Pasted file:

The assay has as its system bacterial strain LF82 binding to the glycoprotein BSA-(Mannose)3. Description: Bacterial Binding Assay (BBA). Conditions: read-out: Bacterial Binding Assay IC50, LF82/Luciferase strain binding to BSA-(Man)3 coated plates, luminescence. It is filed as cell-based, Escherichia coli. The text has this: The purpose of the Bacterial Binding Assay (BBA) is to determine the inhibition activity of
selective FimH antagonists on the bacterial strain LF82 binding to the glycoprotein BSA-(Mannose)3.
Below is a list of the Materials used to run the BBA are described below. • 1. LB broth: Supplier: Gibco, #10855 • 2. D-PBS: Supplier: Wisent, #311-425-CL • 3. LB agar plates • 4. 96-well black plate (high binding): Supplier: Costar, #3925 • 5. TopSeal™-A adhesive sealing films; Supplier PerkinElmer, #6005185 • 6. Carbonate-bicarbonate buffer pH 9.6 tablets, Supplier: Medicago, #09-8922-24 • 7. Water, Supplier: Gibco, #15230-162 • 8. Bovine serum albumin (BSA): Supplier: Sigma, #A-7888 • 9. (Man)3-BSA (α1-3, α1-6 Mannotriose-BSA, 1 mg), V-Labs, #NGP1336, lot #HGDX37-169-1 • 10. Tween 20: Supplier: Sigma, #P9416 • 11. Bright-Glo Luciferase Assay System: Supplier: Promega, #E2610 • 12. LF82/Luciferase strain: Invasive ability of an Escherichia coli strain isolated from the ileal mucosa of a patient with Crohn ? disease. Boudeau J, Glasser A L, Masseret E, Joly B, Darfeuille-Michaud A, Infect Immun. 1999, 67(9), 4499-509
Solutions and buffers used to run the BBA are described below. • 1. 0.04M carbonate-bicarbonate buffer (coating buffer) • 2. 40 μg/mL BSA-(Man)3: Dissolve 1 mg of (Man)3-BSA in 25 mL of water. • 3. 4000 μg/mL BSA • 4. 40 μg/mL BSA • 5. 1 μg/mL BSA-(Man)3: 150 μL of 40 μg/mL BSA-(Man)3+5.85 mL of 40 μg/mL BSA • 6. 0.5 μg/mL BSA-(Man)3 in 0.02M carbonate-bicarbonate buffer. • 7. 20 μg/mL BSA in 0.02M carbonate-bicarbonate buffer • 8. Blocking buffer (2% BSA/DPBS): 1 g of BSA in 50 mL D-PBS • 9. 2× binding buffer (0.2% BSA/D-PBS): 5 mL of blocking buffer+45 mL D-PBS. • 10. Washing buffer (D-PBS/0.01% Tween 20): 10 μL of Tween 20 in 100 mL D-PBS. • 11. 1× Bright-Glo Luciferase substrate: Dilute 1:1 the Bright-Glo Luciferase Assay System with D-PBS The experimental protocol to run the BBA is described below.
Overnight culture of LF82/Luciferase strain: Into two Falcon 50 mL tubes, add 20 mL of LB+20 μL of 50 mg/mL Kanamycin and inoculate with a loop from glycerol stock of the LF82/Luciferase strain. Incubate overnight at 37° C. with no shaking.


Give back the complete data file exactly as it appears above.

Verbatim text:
The assay has as its system bacterial strain LF82 binding to the glycoprotein BSA-(Mannose)3. Description: Bacterial Binding Assay (BBA). Conditions: read-out: Bacterial Binding Assay IC50, LF82/Luciferase strain binding to BSA-(Man)3 coated plates, luminescence. It is filed as cell-based, Escherichia coli. The text has this: The purpose of the Bacterial Binding Assay (BBA) is to determine the inhibition activity of
selective FimH antagonists on the bacterial strain LF82 binding to the glycoprotein BSA-(Mannose)3.
Below is a list of the Materials used to run the BBA are described below. • 1. LB broth: Supplier: Gibco, #10855 • 2. D-PBS: Supplier: Wisent, #311-425-CL • 3. LB agar plates • 4. 96-well black plate (high binding): Supplier: Costar, #3925 • 5. TopSeal™-A adhesive sealing films; Supplier PerkinElmer, #6005185 • 6. Carbonate-bicarbonate buffer pH 9.6 tablets, Supplier: Medicago, #09-8922-24 • 7. Water, Supplier: Gibco, #15230-162 • 8. Bovine serum albumin (BSA): Supplier: Sigma, #A-7888 • 9. (Man)3-BSA (α1-3, α1-6 Mannotriose-BSA, 1 mg), V-Labs, #NGP1336, lot #HGDX37-169-1 • 10. Tween 20: Supplier: Sigma, #P9416 • 11. Bright-Glo Luciferase Assay System: Supplier: Promega, #E2610 • 12. LF82/Luciferase strain: Invasive ability of an Escherichia coli strain isolated from the ileal mucosa of a patient with Crohn ? disease. Boudeau J, Glasser A L, Masseret E, Joly B, Darfeuille-Michaud A, Infect Immun. 1999, 67(9), 4499-509
Solutions and buffers used to run the BBA are described below. • 1. 0.04M carbonate-bicarbonate buffer (coating buffer) • 2. 40 μg/mL BSA-(Man)3: Dissolve 1 mg of (Man)3-BSA in 25 mL of water. • 3. 4000 μg/mL BSA • 4. 40 μg/mL BSA • 5. 1 μg/mL BSA-(Man)3: 150 μL of 40 μg/mL BSA-(Man)3+5.85 mL of 40 μg/mL BSA • 6. 0.5 μg/mL BSA-(Man)3 in 0.02M carbonate-bicarbonate buffer. • 7. 20 μg/mL BSA in 0.02M carbonate-bicarbonate buffer • 8. Blocking buffer (2% BSA/DPBS): 1 g of BSA in 50 mL D-PBS • 9. 2× binding buffer (0.2% BSA/D-PBS): 5 mL of blocking buffer+45 mL D-PBS. • 10. Washing buffer (D-PBS/0.01% Tween 20): 10 μL of Tween 20 in 100 mL D-PBS. • 11. 1× Bright-Glo Luciferase substrate: Dilute 1:1 the Bright-Glo Luciferase Assay System with D-PBS The experimental protocol to run the BBA is described below.
Overnight culture of LF82/Luciferase strain: Into two Falcon 50 mL tubes, add 20 mL of LB+20 μL of 50 mg/mL Kanamycin and inoculate with a loop from glycerol stock of the LF82/Luciferase strain. Incubate overnight at 37° C. with no shaking.